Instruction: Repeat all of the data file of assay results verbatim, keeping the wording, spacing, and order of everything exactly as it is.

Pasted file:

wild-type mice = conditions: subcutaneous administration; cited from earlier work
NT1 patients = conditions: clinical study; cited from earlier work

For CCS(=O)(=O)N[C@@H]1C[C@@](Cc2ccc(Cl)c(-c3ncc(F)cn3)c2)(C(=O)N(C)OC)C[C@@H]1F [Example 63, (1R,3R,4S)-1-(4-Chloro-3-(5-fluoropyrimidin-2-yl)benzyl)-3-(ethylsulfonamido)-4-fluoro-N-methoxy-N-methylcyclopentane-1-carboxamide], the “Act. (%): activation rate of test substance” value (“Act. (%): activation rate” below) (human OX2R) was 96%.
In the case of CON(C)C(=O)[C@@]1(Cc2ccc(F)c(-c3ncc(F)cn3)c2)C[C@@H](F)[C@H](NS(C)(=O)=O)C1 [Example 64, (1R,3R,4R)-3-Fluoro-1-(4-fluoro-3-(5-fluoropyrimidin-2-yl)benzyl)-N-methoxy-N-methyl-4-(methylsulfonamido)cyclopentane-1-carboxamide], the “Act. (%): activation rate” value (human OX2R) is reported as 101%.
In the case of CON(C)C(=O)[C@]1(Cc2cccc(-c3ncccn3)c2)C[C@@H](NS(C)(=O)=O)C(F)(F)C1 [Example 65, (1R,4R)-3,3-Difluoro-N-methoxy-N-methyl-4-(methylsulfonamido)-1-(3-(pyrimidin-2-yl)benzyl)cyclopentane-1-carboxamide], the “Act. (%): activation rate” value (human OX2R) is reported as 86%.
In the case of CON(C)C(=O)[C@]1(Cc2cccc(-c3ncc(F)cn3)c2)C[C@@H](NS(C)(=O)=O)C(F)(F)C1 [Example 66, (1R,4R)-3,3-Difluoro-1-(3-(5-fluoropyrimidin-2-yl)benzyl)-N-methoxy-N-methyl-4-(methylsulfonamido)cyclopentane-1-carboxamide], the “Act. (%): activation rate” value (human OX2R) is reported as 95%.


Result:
wild-type mice = conditions: subcutaneous administration; cited from earlier work
NT1 patients = conditions: clinical study; cited from earlier work

For CCS(=O)(=O)N[C@@H]1C[C@@](Cc2ccc(Cl)c(-c3ncc(F)cn3)c2)(C(=O)N(C)OC)C[C@@H]1F [Example 63, (1R,3R,4S)-1-(4-Chloro-3-(5-fluoropyrimidin-2-yl)benzyl)-3-(ethylsulfonamido)-4-fluoro-N-methoxy-N-methylcyclopentane-1-carboxamide], the “Act. (%): activation rate of test substance” value (“Act. (%): activation rate” below) (human OX2R) was 96%.
In the case of CON(C)C(=O)[C@@]1(Cc2ccc(F)c(-c3ncc(F)cn3)c2)C[C@@H](F)[C@H](NS(C)(=O)=O)C1 [Example 64, (1R,3R,4R)-3-Fluoro-1-(4-fluoro-3-(5-fluoropyrimidin-2-yl)benzyl)-N-methoxy-N-methyl-4-(methylsulfonamido)cyclopentane-1-carboxamide], the “Act. (%): activation rate” value (human OX2R) is reported as 101%.
In the case of CON(C)C(=O)[C@]1(Cc2cccc(-c3ncccn3)c2)C[C@@H](NS(C)(=O)=O)C(F)(F)C1 [Example 65, (1R,4R)-3,3-Difluoro-N-methoxy-N-methyl-4-(methylsulfonamido)-1-(3-(pyrimidin-2-yl)benzyl)cyclopentane-1-carboxamide], the “Act. (%): activation rate” value (human OX2R) is reported as 86%.
In the case of CON(C)C(=O)[C@]1(Cc2cccc(-c3ncc(F)cn3)c2)C[C@@H](NS(C)(=O)=O)C(F)(F)C1 [Example 66, (1R,4R)-3,3-Difluoro-1-(3-(5-fluoropyrimidin-2-yl)benzyl)-N-methoxy-N-methyl-4-(methylsulfonamido)cyclopentane-1-carboxamide], the “Act. (%): activation rate” value (human OX2R) is reported as 95%.